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Spring 2009

Water Crisis Draws Big Crowd

With standing room only and nearly 300 people in attendance the water forum focusing on California Water Crisis, held at the Colusa Farm Show and hosted by Family Water Alliance, discussed the real water crisis California faces.

“With a great panel of water leaders before you today, I hope that you become aware of the legacy that we may all be a part of, if competing interests for California’s water do not come to an agreement and start to solve the problem”, said Ashley Indrieri, executive director of Family Water Alliance.

Dan Keppen from Family Farm Alliance spoke of the devastation caused to the Klamath Basin when water was shut off to the community due to the Endangered Species Act. “The socioeconomic disaster is real and the same tragedy may become real in other parts of the state”, said Keppen.

The water panel featured five speakers including Dan Keppen, of Family Farm Alliance; Mike Wade of California Farm Water Coalition; Jason Peliter of Westlands Water District; John Cain of Natural Heritage Institute; and Jeff Sutton of Tehama Colusa Canal Authority.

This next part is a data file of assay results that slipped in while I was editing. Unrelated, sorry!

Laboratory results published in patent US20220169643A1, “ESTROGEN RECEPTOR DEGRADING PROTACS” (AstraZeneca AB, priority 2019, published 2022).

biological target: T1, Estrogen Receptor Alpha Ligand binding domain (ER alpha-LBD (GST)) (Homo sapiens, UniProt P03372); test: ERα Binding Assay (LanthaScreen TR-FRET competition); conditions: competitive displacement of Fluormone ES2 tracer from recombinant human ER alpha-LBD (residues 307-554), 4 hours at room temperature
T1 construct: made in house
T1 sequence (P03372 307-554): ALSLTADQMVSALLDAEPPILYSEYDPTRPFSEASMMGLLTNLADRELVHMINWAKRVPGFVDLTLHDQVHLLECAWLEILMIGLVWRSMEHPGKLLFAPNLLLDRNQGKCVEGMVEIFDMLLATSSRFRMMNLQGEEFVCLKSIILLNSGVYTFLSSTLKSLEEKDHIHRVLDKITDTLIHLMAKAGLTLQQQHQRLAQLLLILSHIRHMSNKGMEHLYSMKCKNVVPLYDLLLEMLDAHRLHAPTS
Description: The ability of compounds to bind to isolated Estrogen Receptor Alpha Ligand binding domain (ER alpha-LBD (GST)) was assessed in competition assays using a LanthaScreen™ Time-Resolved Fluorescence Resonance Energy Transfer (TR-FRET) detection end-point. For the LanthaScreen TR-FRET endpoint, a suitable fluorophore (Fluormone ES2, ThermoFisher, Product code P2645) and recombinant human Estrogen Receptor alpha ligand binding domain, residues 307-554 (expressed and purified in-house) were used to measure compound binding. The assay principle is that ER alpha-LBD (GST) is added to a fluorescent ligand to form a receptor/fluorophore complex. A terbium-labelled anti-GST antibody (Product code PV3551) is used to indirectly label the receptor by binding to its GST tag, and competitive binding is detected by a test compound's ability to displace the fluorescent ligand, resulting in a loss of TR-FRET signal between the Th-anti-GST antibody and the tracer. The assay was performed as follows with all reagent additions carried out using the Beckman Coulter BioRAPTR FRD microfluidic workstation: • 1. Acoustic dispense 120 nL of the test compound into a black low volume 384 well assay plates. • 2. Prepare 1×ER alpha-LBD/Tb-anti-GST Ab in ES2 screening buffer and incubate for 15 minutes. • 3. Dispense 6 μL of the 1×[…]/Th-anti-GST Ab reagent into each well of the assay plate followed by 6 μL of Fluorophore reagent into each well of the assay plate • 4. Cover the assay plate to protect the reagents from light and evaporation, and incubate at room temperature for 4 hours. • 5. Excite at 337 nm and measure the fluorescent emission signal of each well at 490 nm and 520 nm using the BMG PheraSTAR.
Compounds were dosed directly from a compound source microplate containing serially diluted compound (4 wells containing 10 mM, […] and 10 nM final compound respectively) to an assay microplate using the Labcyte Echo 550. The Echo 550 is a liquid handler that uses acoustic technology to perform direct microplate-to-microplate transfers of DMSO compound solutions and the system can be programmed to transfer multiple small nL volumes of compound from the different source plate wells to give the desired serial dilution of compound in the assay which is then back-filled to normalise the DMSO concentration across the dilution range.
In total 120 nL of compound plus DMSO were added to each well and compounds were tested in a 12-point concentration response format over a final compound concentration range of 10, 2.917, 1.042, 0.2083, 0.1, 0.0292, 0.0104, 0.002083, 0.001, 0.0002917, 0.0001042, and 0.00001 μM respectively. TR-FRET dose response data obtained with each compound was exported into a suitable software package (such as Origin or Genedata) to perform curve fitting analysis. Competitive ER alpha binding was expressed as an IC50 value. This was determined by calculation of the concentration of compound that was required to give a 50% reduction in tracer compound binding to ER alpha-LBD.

Jeff Sutton, TCCA General Manager, addresses the audience at the water forum held in February.Each panelist discussed the critical tipping point the state faces as water supply cutbacks and state and federal regulations make it more and more difficult for farmers to have a reliable supply of water for their crops.

“California’s agricultural industry brings $36 billion to our economy, but that industry, relies almost solely on water from the federal Central Valley Water Project and the State Water Project, which are both in jeopardy because of new regulations”, said Indrieri.

“Tehama Colusa Canal Authority (TCCA) irrigates over 150,000 acres in the Sacramento Valley and the fate of our water supply is in the hands of a judge. TCCA brings over $1 billion dollars to our local economies”, said Sutton. California is facing significant water shortages with record low rainfall totals for two consecutive years. This may be the worst drought California has faced since the 1970’s.

In June 2008, the Governor issued an executive order declaring a statewide drought, which directed his state agencies and departments to take immediate action to address the serious drought conditions and water delivery reductions that exist in California. He also issued a Central Valley State of Emergency Proclamation for nine Central Valley counties (Sacramento, San Joaquin, Stanislaus, Merced, Madera, Fresno, Kings, Tulare and Kern) to address urgent water needs. ■

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